The problem? It’s too tall, they say.

The Haight Ashbury Neighborhood Council — or HANC, as they’re called — penned a public letter in late December laying out its support for the project, in general, but voiced concern that a 65-foot, 7-story-tall development would “substantially change the character of the area,” due to its “height and bulk.”

Read more from the San Francisco Examiner

Oakland City Council: Tenant Relocation Assistance Delayed, But Moratorium on Rent Control Loophole Passes

Extra assistance for renters who are displaced through no-fault evictions failed to pass a second reading at the Oakland City Council last night after Councilmember Annie Campbell Washington had the legislation pulled from the agenda’s consent portion of the calendar and scheduled for a future council meeting’s non-consent portion, where it will likely be debated and amended.

The tenant assistance bill, authored by Councilmember Rebecca Kaplan, would extend cash payments — between $6,500 and $9,875, depending on the size of the rental unit — to renters displaced through no-fault owner move-in evictions and condominium conversions. Renters with children, or those who are elderly, disabled, or low-income would be eligible for additional assistance.

Read more from East Bay Express

Can your spare bedroom help solve Oakland’s homelessness crisis?

OAKLAND — For everyone who has ever passed one of this city’s sprawling homeless encampments and wondered how to help, Mayor Libby Schaaf has an answer — open your door to someone in need of shelter.

The Oakland mayor is asking residents to offer their spare rooms, Airbnb units and rental properties to the city’s homeless, a radical proposition that has prompted both cautious optimism and scathing criticism from her constituents. Some landlords worry taking in down-on-their-luck tenants could backfire, and skeptical homeless advocates say this Band-Aid of a solution doesn’t solve the larger problem. But others, watching Oakland’s homelessness crisis grow to devastating proportions, say now is the time for outside-the-box thinking.

Read more from East Bay Times

San Jose: Leaders reject proposal to tie rent increases in certain units to inflation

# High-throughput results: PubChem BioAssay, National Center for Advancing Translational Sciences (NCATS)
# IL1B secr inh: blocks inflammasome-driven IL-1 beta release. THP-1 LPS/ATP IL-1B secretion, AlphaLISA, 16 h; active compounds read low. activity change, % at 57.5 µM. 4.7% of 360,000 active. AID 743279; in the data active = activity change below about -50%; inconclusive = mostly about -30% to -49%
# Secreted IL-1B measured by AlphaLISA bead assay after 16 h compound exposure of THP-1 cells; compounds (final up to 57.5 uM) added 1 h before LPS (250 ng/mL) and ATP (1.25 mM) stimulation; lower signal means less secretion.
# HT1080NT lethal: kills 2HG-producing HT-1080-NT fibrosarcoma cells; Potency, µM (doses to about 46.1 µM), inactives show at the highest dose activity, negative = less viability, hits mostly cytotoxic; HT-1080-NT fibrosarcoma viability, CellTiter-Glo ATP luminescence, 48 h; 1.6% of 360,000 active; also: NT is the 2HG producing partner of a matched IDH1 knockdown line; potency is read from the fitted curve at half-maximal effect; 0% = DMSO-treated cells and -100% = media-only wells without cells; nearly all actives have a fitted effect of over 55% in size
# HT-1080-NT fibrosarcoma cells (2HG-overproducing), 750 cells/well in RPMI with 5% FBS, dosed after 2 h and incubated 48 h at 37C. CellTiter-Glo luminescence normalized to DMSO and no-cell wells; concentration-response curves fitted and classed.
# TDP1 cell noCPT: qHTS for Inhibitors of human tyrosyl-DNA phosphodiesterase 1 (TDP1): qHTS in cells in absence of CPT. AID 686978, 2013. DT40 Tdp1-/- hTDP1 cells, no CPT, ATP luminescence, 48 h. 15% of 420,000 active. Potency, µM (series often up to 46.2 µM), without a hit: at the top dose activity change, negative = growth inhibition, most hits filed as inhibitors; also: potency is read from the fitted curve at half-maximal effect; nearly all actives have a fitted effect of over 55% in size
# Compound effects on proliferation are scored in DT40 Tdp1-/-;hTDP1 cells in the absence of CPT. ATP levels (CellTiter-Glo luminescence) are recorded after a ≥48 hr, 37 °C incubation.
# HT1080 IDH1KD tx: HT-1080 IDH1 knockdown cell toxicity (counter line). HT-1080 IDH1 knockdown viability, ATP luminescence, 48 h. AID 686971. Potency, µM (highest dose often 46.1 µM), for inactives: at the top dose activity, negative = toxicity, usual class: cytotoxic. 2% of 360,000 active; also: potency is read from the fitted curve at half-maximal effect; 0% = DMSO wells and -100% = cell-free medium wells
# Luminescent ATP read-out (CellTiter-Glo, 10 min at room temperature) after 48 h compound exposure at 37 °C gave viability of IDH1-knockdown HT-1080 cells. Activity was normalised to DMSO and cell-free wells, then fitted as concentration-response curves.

In the last two years, San Jose officials have debated stronger tenant protections in Silicon Valley nine times — from requiring landlords to pay relocation benefits to adopting protections against no-cause evictions. But one sticking point remains: Determining how much landlords can raise rent in San Jose’s 44,359 rent-controlled units.

On Tuesday, hundreds of renters urged the City Council to support a proposal to tie rent hikes to the Bay Area consumer price index — which has ranged from 2.1 percent to 2.8 percent in the last five years. They said the current 5 percent cap is too high and renters are being squeezed out of one of the nation’s costliest rental markets. The city’s rent control law only applies to units built before 1979.

Read more from The Mercury News

Oakland rent control loophole temporarily closed

OAKLAND — For the next six months, Oakland landlords won’t be able to raise rents on properties under rent control after making repairs to them.

Oakland and San Francisco are the only two cities in the state which have “substantial rehabilitation exemptions” to rent stabilization ordinances, according to the report supporting the moratorium proposed by City Council members Dan Kalb and Rebecca Kaplan. Council members voted Tuesday to impose the moratorium on granting the exemptions.

Read more from East Bay Times

SF and Oakland Rents Down, Relative Premium Up

Following the trend we first noticed forming twelve months ago, asking rents for apartments in San Francisco and Oakland have dropped over the past year.

In fact, based on a comparison of nearly 3,000 listings, the weighted average asking rent for an apartment in San Francisco (including one-off rentals as well as units in larger developments) has dropped to around $4,100 a month, which is not only down around 3 percent over the past two months with typical seasonality in play, but also around 2 percent lower on a year-over-year basis and 8 percent below a peak in the fourth quarter of 2015.

Read more from SocketSite